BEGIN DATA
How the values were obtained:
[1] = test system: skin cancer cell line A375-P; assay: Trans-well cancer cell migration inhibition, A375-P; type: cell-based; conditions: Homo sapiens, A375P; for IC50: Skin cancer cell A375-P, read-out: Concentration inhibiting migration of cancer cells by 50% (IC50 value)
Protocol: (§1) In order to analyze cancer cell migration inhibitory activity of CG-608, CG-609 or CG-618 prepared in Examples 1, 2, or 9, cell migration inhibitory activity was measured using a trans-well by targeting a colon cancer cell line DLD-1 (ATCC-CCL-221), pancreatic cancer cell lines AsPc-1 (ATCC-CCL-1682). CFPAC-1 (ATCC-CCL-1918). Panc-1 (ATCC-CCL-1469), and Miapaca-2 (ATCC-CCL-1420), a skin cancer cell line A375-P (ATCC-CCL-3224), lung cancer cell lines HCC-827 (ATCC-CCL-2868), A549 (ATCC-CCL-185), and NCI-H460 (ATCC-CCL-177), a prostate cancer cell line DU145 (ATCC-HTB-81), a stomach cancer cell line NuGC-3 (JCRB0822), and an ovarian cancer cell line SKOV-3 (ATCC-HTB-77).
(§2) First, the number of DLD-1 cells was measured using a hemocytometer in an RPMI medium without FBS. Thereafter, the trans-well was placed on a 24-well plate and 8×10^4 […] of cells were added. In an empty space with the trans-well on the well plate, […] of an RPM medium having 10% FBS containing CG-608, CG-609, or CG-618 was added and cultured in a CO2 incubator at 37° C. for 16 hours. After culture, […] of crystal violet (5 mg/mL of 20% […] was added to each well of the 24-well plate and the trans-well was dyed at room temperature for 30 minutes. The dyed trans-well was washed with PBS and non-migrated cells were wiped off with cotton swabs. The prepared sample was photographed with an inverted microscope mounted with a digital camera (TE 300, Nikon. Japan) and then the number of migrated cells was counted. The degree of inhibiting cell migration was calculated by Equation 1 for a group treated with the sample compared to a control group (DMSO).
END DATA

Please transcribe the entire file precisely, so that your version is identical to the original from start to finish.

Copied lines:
How the values were obtained:
[1] = test system: skin cancer cell line A375-P; assay: Trans-well cancer cell migration inhibition, A375-P; type: cell-based; conditions: Homo sapiens, A375P; for IC50: Skin cancer cell A375-P, read-out: Concentration inhibiting migration of cancer cells by 50% (IC50 value)
Protocol: (§1) In order to analyze cancer cell migration inhibitory activity of CG-608, CG-609 or CG-618 prepared in Examples 1, 2, or 9, cell migration inhibitory activity was measured using a trans-well by targeting a colon cancer cell line DLD-1 (ATCC-CCL-221), pancreatic cancer cell lines AsPc-1 (ATCC-CCL-1682). CFPAC-1 (ATCC-CCL-1918). Panc-1 (ATCC-CCL-1469), and Miapaca-2 (ATCC-CCL-1420), a skin cancer cell line A375-P (ATCC-CCL-3224), lung cancer cell lines HCC-827 (ATCC-CCL-2868), A549 (ATCC-CCL-185), and NCI-H460 (ATCC-CCL-177), a prostate cancer cell line DU145 (ATCC-HTB-81), a stomach cancer cell line NuGC-3 (JCRB0822), and an ovarian cancer cell line SKOV-3 (ATCC-HTB-77).
(§2) First, the number of DLD-1 cells was measured using a hemocytometer in an RPMI medium without FBS. Thereafter, the trans-well was placed on a 24-well plate and 8×10^4 […] of cells were added. In an empty space with the trans-well on the well plate, […] of an RPM medium having 10% FBS containing CG-608, CG-609, or CG-618 was added and cultured in a CO2 incubator at 37° C. for 16 hours. After culture, […] of crystal violet (5 mg/mL of 20% […] was added to each well of the 24-well plate and the trans-well was dyed at room temperature for 30 minutes. The dyed trans-well was washed with PBS and non-migrated cells were wiped off with cotton swabs. The prepared sample was photographed with an inverted microscope mounted with a digital camera (TE 300, Nikon. Japan) and then the number of migrated cells was counted. The degree of inhibiting cell migration was calculated by Equation 1 for a group treated with the sample compared to a control group (DMSO).